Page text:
Metadata vs Folders

I just came across a group post on LinkedIn this morning about the use of folders in SharePoint document libraries. I made a decent response via my phone, but I wanted to make a proper post.

Current best practice for SharePoint – few folders or no folders?

The last time I looked at SharePoint architecture best practices, the thinking was that it was ok to have a few folders, but that the bulk of data should be in one big pile and filtered through metadata views instead of distinct folder locations.

Has that thinking changed, or is the best practice still to use views predominantly?

You can have the best of both worlds. You have at least two audiences for each library, the ones adding to it and the ones retrieving from it. If you have an old school records manager who works with your paper records, ask them about folder structure. I’d say that if your library has folders, you should do it the same way you would on paper. When was the last time you went to a filing cabinet, opened a folder, and saw more folders inside of it? If you have files at the same tier as folders, it is like putting papers on top of the cabinet because you don’t know where they belong. When you create a folder structure that goes nine nested folders deep, you really hide the content from the person looking for it. Even if you assume that anyone needing this could use search, you’d be fooling yourself. Search is smart enough to know that content that is nine nested folders deep is not as relevant as something that is at the root. That piece of content will end up on page 47 of your search results.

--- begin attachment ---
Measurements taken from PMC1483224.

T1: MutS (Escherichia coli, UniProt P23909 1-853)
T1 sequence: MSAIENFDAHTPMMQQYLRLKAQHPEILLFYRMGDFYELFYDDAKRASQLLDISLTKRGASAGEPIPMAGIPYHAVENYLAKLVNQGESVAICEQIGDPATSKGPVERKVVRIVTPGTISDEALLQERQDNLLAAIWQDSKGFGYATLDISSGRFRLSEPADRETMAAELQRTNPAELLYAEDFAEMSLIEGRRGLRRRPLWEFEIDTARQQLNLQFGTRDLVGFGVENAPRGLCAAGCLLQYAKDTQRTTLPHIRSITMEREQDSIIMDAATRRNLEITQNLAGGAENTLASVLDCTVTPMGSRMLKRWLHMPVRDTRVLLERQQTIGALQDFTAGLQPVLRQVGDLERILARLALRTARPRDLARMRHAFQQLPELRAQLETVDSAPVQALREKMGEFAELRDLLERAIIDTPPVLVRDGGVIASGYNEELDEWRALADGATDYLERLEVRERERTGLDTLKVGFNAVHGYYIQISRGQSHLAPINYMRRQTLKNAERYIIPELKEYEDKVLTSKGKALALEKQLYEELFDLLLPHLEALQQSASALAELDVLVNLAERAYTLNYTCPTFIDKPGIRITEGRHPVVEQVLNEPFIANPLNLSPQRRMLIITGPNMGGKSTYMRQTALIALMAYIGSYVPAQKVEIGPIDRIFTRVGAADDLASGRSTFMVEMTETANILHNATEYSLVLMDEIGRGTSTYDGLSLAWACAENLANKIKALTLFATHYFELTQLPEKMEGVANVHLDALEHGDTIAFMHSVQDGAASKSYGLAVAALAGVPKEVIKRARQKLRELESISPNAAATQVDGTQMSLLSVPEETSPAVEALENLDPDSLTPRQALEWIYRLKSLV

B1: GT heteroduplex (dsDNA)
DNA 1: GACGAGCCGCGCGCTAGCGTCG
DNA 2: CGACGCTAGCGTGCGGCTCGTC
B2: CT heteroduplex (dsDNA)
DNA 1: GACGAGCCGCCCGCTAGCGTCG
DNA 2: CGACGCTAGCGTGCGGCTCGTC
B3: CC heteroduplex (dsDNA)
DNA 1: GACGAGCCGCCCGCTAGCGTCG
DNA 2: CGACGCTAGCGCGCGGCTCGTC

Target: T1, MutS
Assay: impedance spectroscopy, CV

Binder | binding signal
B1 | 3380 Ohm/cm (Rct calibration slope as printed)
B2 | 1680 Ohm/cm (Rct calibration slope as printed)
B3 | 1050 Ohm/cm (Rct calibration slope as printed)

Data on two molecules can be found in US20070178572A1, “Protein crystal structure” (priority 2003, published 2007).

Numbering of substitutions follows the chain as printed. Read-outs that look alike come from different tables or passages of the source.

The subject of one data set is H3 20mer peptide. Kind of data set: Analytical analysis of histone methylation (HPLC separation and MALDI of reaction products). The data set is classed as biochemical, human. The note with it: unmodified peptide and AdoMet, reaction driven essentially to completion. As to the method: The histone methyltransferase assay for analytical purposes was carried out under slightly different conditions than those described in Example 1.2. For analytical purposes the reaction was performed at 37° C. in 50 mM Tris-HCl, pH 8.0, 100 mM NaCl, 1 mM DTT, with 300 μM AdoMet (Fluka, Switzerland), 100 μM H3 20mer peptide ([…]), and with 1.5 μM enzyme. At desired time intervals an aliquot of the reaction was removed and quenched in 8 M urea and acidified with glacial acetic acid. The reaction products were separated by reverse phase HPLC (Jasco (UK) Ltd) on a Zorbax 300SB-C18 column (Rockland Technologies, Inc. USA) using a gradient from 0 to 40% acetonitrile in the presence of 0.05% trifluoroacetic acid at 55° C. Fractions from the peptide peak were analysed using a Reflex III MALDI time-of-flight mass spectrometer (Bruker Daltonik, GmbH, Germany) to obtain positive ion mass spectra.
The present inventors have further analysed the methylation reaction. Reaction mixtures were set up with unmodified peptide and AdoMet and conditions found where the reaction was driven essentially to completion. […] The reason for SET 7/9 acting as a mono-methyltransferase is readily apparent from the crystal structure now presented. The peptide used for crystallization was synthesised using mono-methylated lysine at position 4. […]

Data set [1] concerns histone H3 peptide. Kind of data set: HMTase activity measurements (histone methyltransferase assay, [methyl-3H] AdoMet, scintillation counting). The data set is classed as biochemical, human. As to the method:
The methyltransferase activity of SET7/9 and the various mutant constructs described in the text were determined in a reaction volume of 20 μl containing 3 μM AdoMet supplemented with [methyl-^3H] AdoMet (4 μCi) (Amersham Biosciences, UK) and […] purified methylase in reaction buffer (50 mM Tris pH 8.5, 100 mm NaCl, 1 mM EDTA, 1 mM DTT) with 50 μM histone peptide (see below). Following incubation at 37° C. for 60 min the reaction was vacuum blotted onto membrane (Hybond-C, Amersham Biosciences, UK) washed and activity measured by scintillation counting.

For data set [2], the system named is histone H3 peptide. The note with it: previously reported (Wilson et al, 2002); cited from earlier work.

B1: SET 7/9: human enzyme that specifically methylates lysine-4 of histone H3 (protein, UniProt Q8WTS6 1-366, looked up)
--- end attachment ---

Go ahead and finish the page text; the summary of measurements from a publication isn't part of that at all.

Set up the folder structure, then turn off the ability to add folders. Lock the into that structure so you don’t have the folder sprawl that plagues your shared drives. Then, create all of the views based on metadata and remove the folders from the views except for the view for those putting files in there. You can link to that particular view off the Quick Launch and limit who sees it by audiencing the link.

I’d be certain to invest the energy in creating good content types. You might want the PM’s name for all project plans, but you wouldn’t need it for the office picnic flyer.
Don’t just use one big library. Each library should have like content, not the same content types but similar content. You will end up with libraries that use workflows and libraries with more static content. The main the reasons why you split up your content into more than one library is because the content is very different from the other content, permissions vary, and the use of workflows for approvals and such. Unless a workflow is breaking permission inheritance, don’t break permissions inside of the library. It becomes much uglier to manage and can easily lead to orphaned content.

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